Peter B. Kessler Peter.Kessler at Sun.COM
Wed Jul 11 17:45:54 UTC 2007

Jon Masamitsu wrote:

> We've heard from users in the past that it would be nice if
> there was no maximum heap size limit.  Users say
> they don't know what the limit for their application is and
> have to experiment to find an adequate value.
> I did the following refworkload experiments.
> Ran "reference_client" and "startup2" (sets of client
> application like benchmarks) with the -client
> (uses the serial GC which does not have GC ergonomics) and
> a 1g heap.   The point of this experiment was to see if the
> size of the committed heap increased because of the 1g heap
> size limit.  There was no discernible difference in the
> committed size of the heap nor in the amount of GC work.
> I ran "reference_server" (set of server application like
> benchmarks)  with -server and the parallel GC (does
> has GC ergonomics) with -XX:DefaultMaxRAM=1g (the default)
> and with -XX:DefaultMaxRAM=1700m (the amount of physical
> memory on the platform minus some for
> the OS) and -XX:DefaultMaxRAMFraction=1. The point of this experiment 
> was to see if the
> GC ergonomics drove the  heap to sizes larger that the 1g
> default limit.  As one would expect the heaps for some
> benchmarks grew considerably (up to the higher limits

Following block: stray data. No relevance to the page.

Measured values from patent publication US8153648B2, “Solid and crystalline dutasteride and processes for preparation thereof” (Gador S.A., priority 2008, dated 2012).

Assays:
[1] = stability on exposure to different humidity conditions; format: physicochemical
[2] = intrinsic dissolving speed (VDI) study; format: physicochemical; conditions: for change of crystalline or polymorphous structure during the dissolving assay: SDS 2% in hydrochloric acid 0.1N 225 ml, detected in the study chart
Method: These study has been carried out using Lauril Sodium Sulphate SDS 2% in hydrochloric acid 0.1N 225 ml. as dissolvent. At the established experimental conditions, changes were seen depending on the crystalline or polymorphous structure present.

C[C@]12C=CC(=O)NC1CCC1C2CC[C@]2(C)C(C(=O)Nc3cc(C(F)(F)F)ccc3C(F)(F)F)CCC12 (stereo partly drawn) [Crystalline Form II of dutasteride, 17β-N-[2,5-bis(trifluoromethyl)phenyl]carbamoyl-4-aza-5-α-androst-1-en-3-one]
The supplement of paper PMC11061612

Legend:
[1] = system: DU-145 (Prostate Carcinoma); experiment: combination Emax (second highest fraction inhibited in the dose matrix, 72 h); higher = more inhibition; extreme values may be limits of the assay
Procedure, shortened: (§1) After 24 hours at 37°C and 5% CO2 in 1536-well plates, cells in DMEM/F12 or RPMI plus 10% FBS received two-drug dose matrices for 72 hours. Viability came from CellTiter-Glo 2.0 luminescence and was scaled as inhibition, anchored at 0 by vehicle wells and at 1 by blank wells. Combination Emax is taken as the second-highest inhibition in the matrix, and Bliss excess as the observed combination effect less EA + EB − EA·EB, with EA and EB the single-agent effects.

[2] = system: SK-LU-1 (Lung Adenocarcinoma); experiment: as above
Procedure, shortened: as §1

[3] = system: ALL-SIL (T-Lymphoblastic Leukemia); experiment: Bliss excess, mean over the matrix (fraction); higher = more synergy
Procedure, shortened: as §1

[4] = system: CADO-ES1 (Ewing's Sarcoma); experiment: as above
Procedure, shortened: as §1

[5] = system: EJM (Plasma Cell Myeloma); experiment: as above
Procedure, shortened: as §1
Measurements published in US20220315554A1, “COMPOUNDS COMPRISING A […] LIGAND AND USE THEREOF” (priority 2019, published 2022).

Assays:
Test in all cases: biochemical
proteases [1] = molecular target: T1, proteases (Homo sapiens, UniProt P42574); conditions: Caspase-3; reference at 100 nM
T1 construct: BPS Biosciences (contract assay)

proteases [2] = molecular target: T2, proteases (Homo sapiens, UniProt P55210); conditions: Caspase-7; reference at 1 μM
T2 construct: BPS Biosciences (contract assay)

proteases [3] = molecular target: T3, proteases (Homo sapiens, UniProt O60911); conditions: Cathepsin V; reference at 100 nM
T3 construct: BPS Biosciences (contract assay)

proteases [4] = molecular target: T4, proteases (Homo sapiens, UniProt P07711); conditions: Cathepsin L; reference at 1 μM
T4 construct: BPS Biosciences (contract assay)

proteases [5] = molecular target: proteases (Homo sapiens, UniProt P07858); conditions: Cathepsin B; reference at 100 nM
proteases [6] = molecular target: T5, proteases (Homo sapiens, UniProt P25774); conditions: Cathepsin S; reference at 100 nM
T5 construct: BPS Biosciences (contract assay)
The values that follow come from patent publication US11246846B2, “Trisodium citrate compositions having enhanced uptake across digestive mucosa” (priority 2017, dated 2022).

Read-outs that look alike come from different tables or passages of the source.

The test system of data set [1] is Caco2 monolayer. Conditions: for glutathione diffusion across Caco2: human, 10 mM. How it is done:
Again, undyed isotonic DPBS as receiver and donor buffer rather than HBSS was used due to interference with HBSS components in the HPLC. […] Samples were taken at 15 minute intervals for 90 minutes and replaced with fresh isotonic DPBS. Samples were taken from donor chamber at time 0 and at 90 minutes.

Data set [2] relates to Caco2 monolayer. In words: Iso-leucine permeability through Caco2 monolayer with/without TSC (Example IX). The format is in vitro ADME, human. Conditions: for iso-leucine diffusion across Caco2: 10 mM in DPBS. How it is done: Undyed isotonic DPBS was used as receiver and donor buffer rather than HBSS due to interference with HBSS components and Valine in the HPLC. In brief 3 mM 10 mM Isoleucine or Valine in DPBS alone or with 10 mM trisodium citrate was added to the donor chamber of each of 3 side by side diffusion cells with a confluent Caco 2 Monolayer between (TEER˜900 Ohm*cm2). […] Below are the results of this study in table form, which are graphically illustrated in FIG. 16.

> in some cases) and for some the heaps did not change.
> I think that these results are not unexpected.  The heap sizing
> policy used by the serial collector depends on the amount of
> live data and the live data for the client like applications
> fit nicely into the 64m default heap size (i.e., the larger
> 1g heap was not needed).  On the larger server like benchmarks run
> with GC ergonomics, the high default throughput goal of GC
> ergonomics means that some benchmarks will just use as much
> heap as they can get in trying to reach the throughput goal.
> I'd like to propose an additional policy under a new command line
> flag.  Let me use MaximizeHeapSize for the name for now.  If
> MaximizeHeapSize is set, the VM will calculate
> the amount of physical memory on the platform and
> try to use that as the upper limit on the heap size.   As
> with the current GC ergonomics the upper limit will
> be ~4g on a 32bit system.   If the VM cannot actually
> reserve that amount of space at initialization, it will
> try reserving some smaller amounts until it succeeds.  There
> will be some minimum size (probably 64m) that it will not
> go below.
> The user would have to turn MaximizeHeapSize on
> explicitly.  It will be off by default until we get some
> experience with it.  Users who turn it on and also use
> GC  ergonomics will manage the heap size via
> a smaller or larger throughput goal (i.e., the larger
> the throughput goal the more heap space the VM will
> try to get to meet the throughput goal).
> For the non ergonomics collectors it should only matter
> if the application would otherwise have bumped into a
> heap limit (i.e., the application would have thrown
> an out-of-memory or just spent too much time doing
> garbage collections because the heap limit set by
> default or on the command line was too small).  In that
> case this change would allow the application to
> get the additional space it needs.  I expect there will
> be some corner cases or bugs where the heap will grow  to
> the limit when it shouldn't.
> Comments on this proposal?

Don't forget to leave some address space for thread stacks,
other libraries, malloc space, etc.  A simple backoff policy
from trying to reserve all of memory might be too simplistic.
I don't know how to estimate beforehand how many thread stacks
an app will need. :-)

			... peter

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